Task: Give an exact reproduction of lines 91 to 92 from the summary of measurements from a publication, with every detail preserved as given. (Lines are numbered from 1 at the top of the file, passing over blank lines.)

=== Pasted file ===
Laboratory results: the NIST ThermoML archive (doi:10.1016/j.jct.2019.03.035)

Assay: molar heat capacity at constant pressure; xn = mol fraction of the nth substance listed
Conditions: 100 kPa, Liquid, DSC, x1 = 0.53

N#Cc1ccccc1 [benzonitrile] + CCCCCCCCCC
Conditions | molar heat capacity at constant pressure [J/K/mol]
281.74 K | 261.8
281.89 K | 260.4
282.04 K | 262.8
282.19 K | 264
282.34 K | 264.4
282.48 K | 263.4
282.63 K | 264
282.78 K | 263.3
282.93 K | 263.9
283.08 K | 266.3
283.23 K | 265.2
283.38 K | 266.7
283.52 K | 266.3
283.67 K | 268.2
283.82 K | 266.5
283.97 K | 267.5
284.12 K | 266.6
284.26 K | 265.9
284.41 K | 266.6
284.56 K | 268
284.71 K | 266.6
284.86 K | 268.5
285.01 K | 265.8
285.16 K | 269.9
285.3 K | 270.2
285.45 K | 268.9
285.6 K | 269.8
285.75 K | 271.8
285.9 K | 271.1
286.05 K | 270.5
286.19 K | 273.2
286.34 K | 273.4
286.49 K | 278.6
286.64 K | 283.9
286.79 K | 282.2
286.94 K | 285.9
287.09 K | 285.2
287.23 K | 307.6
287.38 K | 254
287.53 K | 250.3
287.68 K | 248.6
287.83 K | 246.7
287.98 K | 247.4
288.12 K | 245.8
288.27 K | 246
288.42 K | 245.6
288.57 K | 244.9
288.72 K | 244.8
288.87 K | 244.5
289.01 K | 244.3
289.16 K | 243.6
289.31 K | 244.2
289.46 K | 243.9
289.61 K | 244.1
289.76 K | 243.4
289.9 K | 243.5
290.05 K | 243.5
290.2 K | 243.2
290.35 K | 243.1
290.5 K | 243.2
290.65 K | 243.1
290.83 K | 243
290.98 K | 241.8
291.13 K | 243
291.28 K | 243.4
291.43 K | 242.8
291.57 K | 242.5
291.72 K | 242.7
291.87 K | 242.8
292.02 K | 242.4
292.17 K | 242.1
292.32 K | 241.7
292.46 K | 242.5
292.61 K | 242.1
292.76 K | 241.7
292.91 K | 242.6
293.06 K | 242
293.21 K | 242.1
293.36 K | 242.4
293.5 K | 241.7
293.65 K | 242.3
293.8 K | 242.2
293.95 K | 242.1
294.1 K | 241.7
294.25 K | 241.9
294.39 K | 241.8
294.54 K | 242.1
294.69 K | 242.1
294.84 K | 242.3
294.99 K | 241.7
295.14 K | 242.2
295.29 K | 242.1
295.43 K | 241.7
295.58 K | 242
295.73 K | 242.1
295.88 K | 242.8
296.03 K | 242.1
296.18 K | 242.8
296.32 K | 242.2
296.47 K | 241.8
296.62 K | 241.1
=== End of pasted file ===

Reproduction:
294.39 K | 241.8
294.54 K | 242.1